Patricia SchultsWhat else are you able to squeeze in and are you able to be more choosy now with which assignments to accept?

The book updates are constant and herculean. In addition to them, I do a monthly newsletter/blog, social media (we have close to 4.1 million Facebook followers) and do 2 annual 1000 Places calendars. I am a contributing editor to the trade publication Travel Weekly for whom I do frequent cover stories (eg in 2016 I visited Iran, South Korea and the Philippines for this purpose). I also enjoy public speaking events which I have done at museums, libraries, and travel shows. I also host tours to various destinations and this year was very honored to begin a partnership with Trafalgar Travel as their Global Ambassador. They are celebrating their 70th anniversary in 2017 – I hope I have the same staying power!author of 1,000 Places to See Before You Die

What advice would you give to someone trying to come up with a good commercial book idea in the crowded world of travel?

I had been writing for over 10 years before I began 1000 Places. Be ready to pay your dues and put in your time and learn and network as much as you can. Do your research re what books have recently been published: how did they sell and how were they received? If you have a book idea, see if it has already been done, and how and by whom. At the end of the day, a publisher wants to be assured that they can sell books, and many of them. How will yours stand apart? Be in love with your book idea. If you are lucky, you will be spending every waking moment for the next many years crafting it into book form on an advance that will disappear before the ink is dried on the contract.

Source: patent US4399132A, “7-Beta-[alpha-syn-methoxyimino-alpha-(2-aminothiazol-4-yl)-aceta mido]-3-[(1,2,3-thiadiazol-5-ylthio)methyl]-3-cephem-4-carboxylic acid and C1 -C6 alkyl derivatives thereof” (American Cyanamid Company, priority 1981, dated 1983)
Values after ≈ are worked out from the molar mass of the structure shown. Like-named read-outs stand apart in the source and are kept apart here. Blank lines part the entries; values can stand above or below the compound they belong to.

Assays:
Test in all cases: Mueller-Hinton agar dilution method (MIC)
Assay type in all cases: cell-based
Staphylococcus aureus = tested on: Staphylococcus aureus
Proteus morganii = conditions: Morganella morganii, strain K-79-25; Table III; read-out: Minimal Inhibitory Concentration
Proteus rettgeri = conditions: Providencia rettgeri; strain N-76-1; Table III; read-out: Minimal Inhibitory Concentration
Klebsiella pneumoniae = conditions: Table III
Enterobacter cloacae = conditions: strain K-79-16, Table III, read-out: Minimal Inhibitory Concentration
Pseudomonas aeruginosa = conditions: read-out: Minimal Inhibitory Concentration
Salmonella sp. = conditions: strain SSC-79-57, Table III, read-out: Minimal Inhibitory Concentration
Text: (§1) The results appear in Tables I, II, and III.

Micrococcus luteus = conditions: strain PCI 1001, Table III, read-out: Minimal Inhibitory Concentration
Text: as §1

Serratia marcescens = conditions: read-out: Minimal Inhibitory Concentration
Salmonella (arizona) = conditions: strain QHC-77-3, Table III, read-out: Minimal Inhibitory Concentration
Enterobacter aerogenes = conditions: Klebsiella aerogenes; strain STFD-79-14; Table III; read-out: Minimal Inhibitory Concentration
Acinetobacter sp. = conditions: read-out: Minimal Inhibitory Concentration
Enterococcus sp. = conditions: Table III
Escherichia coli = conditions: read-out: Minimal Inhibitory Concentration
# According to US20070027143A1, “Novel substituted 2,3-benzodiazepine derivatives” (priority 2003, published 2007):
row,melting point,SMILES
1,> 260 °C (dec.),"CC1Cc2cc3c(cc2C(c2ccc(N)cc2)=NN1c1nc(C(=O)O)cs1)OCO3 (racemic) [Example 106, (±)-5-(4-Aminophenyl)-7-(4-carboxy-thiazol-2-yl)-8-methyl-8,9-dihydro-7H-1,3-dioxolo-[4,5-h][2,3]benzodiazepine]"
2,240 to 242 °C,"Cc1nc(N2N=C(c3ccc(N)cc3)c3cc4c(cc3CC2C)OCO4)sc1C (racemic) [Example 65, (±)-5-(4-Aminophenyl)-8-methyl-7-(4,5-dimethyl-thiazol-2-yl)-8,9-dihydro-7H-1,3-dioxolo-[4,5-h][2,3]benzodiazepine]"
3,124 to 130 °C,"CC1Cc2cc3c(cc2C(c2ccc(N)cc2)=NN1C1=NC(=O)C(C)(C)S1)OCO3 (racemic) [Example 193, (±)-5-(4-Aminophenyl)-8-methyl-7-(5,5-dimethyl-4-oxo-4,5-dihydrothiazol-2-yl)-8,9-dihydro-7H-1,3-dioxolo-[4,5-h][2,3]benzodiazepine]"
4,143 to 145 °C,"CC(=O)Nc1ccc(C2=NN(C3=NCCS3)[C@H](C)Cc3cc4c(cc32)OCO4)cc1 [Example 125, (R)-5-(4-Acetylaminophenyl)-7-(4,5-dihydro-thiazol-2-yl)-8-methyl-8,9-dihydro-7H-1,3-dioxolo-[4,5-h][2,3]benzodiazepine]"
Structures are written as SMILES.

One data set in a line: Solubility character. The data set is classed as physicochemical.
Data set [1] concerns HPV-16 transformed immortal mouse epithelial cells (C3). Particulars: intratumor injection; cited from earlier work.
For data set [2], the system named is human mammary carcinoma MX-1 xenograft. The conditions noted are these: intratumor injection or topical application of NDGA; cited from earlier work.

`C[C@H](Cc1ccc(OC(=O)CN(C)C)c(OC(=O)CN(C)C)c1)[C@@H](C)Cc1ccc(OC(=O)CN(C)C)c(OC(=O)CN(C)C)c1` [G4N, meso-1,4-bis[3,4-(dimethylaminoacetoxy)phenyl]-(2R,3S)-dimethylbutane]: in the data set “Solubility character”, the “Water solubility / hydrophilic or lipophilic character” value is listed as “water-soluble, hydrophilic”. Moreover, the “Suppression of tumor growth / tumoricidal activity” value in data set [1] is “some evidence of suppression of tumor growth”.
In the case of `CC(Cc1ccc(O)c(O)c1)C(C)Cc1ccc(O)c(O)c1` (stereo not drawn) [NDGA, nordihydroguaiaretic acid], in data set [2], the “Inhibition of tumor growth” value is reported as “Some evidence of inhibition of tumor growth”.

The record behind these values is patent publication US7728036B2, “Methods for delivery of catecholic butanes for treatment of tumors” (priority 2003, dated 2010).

Patricia Schultz travel writer and authorSomeone has handed you $10K to return to any of your “before you die” spots for a no-work-obligations vacation. Where do you go?

It is far and it is an expensive adventure, so $10K would just about cover an African safari. I was a late convert to the importance of experiencing such magnificent wildlife in their natural environment. Every day and every time is new and unpredictable and magical. It has been a few years since my last trip – I’d go back in a nano-second.

Patricia Shultz was recently chosen by Forbes as one of the 25 most influential women in travel, and was executive producer of the Travel Channel’s TV show based on her first 1,000 PLACES book. She is a popular speaker at travel shows, museums, associations, and organizations both in the U.S. and abroad, She has written about travel for publications including The Wall Street Journal and Conde Nast Traveler, and for guides such as Frommer’s and Berlitz. She was named godmother of one of Avalon’s newest ships and christened the Avalon Expression on its maiden voyage. In more than 25 years of travel writing, she has never lost her curiosity or passion. You can buy 1000 Places to See Before You Die on Amazon here.  

Interview conducted in December 2016 by Tim Leffel, posted by Terri Marshall.